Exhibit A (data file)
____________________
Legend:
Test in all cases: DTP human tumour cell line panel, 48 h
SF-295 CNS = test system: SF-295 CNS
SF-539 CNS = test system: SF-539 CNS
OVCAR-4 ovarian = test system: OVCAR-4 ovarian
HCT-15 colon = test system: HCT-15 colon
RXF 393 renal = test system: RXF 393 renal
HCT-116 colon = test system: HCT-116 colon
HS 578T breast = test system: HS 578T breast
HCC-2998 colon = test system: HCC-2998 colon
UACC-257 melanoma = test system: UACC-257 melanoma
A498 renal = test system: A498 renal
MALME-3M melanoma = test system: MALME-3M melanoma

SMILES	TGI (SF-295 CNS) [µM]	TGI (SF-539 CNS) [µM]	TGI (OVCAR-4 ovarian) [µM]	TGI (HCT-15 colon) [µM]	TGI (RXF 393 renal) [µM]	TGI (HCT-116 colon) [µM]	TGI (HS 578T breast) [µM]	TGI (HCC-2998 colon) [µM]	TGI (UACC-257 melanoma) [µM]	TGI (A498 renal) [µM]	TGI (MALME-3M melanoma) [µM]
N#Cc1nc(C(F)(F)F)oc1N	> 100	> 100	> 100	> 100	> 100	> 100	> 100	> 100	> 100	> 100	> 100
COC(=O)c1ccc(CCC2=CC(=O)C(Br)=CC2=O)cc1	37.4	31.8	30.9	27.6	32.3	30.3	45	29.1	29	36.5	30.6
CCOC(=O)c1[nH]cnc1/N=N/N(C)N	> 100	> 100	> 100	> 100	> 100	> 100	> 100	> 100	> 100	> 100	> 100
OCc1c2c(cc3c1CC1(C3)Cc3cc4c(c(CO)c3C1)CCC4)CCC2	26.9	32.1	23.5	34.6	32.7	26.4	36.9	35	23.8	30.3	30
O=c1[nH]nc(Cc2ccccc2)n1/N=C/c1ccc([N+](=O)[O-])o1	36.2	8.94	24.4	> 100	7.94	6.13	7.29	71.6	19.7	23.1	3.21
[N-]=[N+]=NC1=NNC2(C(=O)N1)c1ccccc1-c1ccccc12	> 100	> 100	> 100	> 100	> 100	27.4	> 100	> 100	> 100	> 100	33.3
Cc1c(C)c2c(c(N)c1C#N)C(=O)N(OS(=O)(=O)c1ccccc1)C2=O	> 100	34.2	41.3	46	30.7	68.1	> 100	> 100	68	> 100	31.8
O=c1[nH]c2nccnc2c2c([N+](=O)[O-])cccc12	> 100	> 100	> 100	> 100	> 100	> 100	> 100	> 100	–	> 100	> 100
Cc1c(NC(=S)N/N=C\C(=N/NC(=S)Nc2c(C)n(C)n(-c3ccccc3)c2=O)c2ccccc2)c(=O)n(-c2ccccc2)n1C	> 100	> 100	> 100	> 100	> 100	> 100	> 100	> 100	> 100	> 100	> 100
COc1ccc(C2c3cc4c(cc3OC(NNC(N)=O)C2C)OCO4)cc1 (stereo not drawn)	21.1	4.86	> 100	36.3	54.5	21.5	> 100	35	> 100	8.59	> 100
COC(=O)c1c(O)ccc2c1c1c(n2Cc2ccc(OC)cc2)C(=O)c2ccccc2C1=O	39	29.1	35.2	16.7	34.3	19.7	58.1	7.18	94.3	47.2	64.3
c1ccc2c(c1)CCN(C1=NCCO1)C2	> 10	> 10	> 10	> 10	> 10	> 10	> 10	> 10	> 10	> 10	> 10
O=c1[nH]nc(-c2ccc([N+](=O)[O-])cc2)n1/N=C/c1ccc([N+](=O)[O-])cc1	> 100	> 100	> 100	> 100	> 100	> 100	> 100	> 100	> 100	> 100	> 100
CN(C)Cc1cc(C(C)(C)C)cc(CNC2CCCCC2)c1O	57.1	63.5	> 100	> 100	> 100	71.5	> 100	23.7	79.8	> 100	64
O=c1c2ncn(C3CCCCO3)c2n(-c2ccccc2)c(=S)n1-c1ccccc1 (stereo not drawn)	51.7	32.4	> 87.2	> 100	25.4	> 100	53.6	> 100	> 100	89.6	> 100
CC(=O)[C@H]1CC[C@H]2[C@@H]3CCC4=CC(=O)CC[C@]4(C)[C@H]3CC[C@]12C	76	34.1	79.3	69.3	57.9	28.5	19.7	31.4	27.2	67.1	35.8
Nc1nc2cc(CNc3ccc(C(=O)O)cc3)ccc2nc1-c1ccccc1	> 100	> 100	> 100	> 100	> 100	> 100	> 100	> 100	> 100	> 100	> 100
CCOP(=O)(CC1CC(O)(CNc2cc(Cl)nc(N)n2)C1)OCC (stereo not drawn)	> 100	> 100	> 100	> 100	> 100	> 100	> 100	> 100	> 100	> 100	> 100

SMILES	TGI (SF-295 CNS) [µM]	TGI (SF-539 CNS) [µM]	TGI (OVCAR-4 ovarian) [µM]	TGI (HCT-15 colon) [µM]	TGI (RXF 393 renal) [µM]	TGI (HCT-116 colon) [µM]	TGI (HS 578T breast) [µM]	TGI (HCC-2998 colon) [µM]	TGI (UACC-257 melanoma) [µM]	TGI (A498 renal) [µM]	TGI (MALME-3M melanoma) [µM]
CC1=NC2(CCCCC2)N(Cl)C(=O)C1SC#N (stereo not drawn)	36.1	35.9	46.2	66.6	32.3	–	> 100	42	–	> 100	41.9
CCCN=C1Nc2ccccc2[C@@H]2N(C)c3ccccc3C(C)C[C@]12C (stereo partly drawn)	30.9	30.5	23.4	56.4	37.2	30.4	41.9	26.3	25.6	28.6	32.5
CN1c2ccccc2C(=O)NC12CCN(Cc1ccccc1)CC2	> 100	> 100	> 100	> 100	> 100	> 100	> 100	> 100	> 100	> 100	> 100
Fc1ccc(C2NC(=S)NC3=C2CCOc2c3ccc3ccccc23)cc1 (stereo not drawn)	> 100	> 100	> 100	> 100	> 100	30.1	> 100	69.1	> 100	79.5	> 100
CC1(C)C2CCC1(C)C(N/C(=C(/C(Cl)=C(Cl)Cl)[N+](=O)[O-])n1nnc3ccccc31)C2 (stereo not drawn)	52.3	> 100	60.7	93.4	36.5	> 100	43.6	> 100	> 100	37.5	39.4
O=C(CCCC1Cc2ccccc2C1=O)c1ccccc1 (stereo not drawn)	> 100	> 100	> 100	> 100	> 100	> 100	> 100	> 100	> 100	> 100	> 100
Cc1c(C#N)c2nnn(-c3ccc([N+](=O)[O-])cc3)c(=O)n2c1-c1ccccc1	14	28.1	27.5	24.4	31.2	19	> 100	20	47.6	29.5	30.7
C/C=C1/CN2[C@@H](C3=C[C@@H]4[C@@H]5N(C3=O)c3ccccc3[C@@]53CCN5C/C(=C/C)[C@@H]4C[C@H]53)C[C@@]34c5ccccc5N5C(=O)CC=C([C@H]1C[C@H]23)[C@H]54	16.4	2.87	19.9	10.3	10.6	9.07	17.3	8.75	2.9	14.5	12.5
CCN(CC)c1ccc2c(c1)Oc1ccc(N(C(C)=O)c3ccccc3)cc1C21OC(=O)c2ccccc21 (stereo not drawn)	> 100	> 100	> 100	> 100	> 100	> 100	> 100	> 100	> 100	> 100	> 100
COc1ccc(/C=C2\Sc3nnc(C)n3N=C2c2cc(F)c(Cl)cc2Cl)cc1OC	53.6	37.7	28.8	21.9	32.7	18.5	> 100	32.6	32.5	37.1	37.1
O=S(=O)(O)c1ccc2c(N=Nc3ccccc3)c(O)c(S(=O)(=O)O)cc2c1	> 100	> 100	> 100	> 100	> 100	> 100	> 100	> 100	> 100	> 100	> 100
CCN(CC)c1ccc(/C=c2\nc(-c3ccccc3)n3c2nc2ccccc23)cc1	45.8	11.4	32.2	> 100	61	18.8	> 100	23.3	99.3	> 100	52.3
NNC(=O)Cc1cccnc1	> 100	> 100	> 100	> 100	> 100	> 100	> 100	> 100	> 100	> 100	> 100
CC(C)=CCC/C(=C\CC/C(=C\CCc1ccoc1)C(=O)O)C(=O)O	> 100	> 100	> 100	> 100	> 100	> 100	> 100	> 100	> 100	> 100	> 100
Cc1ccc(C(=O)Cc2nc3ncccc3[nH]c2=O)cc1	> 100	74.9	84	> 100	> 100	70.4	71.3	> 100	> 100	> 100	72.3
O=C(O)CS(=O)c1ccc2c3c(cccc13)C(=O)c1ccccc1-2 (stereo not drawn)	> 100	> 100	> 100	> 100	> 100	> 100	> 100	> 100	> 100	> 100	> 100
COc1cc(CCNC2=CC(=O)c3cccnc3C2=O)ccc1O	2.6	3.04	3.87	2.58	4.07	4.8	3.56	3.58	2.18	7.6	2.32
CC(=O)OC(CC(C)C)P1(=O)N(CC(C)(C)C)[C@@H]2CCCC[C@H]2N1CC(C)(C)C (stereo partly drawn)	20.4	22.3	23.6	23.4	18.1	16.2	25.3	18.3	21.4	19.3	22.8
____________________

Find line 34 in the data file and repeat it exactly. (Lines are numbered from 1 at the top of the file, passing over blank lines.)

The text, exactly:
CC1=NC2(CCCCC2)N(Cl)C(=O)C1SC#N (stereo not drawn)	36.1	35.9	46.2	66.6	32.3	–	> 100	42	–	> 100	41.9